If you’re searching for a way to differentiate your company or product, it might be time to look at the problem from a different angle to see if what you’re missing could be right in front of you. Rethink your approach by watching how your customers use your products or interact with your company. You might find some interesting insights that have been eluding you. That’s exactly what Dutch Boy did, and the rewards were enormous. 

If you’re a do-it-yourselfer, painting can be a bit of a hassle. Step #1: pick your paint—which means sorting through at least four different brands, each offering at least 200 colors. Then, you’ve got to mess with brushes, buckets and drop cloths and then clean everything up.

H-A-S-S-L-E.

Most paint manufacturers try to differentiate themselves using traditional means.

The thinking goes like this; (1) give people more color options, or (2) leverage a famous personality like Martha Stewart or Ralph Lauren. If none of that stuff works, we can always (3) pay retailers slotting fees for prime shelf space.

All good ideas, but they all missed something big. Something that was right in front of them.

Dutch Boy wasn’t knocking it out of the park. In fact, even though they had a long history of making paint, their luster had worn off long ago, relegating them to also-ran status. Customer perception pegged them as a marginal, stale product that pretty much looked like everyone else.

Not to mention the brand name certainly wasn’t helping the situation. Martha Stewart was on TV reaching millions of DIY-ers (that is, when she wasn’t in the big house) and Ralph Lauren was hanging out with models looking stylish. If you’re like most people, top of mind for a famous “boy” was the Pillsbury Dough Boy and that association was definitely not going to help move more product.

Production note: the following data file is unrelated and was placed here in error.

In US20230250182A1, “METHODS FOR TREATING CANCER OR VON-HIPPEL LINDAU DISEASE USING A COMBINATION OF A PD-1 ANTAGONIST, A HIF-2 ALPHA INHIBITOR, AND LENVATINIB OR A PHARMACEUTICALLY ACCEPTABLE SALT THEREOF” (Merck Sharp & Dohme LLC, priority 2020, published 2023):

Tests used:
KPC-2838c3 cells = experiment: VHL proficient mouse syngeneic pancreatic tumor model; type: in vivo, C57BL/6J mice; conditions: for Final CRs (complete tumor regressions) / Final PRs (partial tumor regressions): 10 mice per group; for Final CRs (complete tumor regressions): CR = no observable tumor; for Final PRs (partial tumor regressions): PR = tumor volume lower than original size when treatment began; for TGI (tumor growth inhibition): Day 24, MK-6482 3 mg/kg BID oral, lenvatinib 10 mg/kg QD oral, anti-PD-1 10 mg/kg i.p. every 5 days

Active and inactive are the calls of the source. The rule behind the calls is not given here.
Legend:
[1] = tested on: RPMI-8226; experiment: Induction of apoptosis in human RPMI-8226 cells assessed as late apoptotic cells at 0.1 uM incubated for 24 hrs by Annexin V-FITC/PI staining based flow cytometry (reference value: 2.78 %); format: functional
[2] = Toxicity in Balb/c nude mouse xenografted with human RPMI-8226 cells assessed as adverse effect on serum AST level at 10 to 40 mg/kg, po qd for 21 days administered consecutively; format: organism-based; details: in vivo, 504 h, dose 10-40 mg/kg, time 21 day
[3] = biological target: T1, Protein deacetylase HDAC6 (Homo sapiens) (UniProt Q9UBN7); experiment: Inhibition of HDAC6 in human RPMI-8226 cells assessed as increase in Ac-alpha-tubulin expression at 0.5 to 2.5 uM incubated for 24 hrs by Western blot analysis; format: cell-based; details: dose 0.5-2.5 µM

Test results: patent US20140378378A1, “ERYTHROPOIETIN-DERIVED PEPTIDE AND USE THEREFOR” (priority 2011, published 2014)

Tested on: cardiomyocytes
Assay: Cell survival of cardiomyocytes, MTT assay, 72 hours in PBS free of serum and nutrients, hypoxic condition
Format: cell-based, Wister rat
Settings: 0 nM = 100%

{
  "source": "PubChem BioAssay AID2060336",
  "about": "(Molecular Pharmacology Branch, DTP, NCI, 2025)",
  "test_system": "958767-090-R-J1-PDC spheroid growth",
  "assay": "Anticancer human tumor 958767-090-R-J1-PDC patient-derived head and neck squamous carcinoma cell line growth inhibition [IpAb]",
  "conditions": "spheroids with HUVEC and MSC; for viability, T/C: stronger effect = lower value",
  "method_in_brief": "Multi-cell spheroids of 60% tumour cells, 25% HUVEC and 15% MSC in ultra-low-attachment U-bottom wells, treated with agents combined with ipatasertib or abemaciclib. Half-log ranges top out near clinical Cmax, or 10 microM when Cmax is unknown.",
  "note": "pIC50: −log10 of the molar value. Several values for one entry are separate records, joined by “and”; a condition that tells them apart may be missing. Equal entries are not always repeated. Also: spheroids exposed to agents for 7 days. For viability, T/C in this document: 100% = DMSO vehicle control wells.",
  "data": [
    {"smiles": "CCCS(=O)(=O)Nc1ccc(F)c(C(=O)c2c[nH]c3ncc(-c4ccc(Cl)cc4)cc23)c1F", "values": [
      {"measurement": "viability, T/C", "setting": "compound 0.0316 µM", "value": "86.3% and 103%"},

Then, someone at Dutch Boy got a really great idea. Instead of focusing only on their product, they spent a lot of time thinking about their customer’s experience.

They realized that traditional paint cans were a big hassle to deal with. To open them, you needed a screwdriver. When you poured the paint, it dripped down the side of the can. What a pain to clean up.

Again, H-A-S-S-L-E.

Dutch Boy reexamined their customer experience and came up with an entirely new package: one that opened and closed as easily as a jar of peanut butter and poured like a carafe of coffee.

The next time someone went looking for paint and tried to choose between 800 colors, they might have noticed that one of the paint containers looked much easier to work with, and it happened to be in the right color. Dutch Boy sales took off. (If only they could have patented the new container to prevent everyone else from copying it!)

When was the last time you went through the process that your customers go through every day? You might be surprised at what you find. Walk through each step, reexamine every interaction and make it better.